The client of a drug crimes lawyer in Arizona might well be able to benefit from the Bureau of Prisons Residential Drug Abuse program. While those who underwent treatment originally received no reduced sentencing as a result, the 1994 Violent Crime Control and Law Enforcement Act, among other provisions, allowed the court to provide an up to 1 year sentence reduction for the clients of a drug crime lawyer who completed the now 500 hour drug and alcohol program.
The law also required the BOP to provide treatment to all inmates who were eligible. A provision in 1995 required the client of a drug crimes lawyer to provide documentation of a drug abuse problem to be eligible.
Program’s high demand causes time pressure
Due to the ability to lose 12 months of a sentence, as well as spend 6 months in a half-way house, the program was understandably in high demand. In evaluating eligibility, a clinical interpretation of a drug abuse problem must be made by the BOP. The diagnosis must be made in conjunction with the American Psychiatric Associates Diagnostic and Statistic Manual. This leaves open the possibility that the BOP fails to make a diagnosis, even if substance abuse history has been a part of the past of the client of a drug crimes lawyer in Arizona.
The clinical interview for evaluating eligibility for the program is ordinarily conducted no less than 24 months prior to release. This time is highly significant. Why? The high demand for the program means classes are only available every 2 to 3 months. Even with a court recommendation, there is a possibility that a client of a drug crimes lawyer may spend the last 24 months of their sentence in a facility that doesn’t service such a program.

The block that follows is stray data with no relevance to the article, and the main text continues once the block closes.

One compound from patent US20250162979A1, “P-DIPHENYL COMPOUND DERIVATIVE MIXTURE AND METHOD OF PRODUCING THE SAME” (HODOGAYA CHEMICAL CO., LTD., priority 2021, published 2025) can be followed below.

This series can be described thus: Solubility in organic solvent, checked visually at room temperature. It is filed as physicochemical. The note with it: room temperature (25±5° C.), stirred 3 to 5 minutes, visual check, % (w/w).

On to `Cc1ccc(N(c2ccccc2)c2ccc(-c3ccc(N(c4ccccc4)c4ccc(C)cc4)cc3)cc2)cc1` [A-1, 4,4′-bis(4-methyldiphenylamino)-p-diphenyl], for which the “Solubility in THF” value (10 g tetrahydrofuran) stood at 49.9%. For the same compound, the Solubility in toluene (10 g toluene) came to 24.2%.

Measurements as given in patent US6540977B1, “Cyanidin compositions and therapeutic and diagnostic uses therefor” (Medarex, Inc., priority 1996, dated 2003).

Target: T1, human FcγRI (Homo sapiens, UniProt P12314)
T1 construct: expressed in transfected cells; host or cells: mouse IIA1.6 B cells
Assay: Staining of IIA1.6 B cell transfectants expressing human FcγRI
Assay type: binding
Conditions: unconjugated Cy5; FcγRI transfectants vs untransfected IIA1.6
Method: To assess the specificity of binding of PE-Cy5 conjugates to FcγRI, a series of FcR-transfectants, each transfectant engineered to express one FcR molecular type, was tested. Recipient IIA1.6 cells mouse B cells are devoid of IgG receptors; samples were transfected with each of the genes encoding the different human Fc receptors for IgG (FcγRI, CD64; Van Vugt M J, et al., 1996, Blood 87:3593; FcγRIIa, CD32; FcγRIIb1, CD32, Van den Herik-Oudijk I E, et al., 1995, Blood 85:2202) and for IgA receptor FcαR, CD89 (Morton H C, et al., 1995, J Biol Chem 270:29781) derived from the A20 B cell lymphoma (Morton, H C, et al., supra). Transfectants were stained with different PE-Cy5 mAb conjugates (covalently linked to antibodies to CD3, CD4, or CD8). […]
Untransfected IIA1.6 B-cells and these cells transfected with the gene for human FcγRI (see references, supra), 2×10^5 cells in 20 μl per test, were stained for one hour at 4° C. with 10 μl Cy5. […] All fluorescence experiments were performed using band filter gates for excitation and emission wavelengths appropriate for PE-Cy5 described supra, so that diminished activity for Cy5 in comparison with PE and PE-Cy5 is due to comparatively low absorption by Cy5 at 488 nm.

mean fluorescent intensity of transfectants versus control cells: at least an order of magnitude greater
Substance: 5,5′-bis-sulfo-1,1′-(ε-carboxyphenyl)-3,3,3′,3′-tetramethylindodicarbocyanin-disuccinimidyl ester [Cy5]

Completion incentives include early release, as well as consideration for maximum available time in a prerelease community based treatment program to include home confinement. Low and medium security inmates in RDAP programs far from home and have time remaining on their terms have the added incentive of being placed in a program near their homes.
Early release is bar far the greatest incentive for a client of a drug crimes lawyer to enter drug counseling programs, but the time incentive has changed over the years. New provisions reduce the time taken off. Those now serving 37 months are eligible for a 12 month early release. Those serving 31 to 36 months would eligible for only 9 months of reduced sentence, while those with less than 31 months could only see a 6 month reduction.
Some crimes not eligible
There are exceptions for the early release program. These include those who have a prior felony or conviction for homicide, forcible rape, robbery, aggravated assault or child sexual abuse. Inmates are also not eligible if their crime involved carrying, possessing or using a firearm, other dangerous weapon or explosives, involved or included the attempt of personal force, seriously risked the person or property of another, or conducted sexual abuse practices upon children.
The client of a drug crimes lawyer in Arizona would do well to look into what sort of drug treatment programs are available. The incentives are well worth it, reducing the sentence served as well as providing time in a half way house through a work rehabilitation program.
About the Author
David Michael Cantor is an AV rated (the highest possible rating) lawyer and a Certified Criminal Law Specialist per the Arizona Board of Legal Specialization. For more information about an Arizona drug crimes lawyer, visit our site.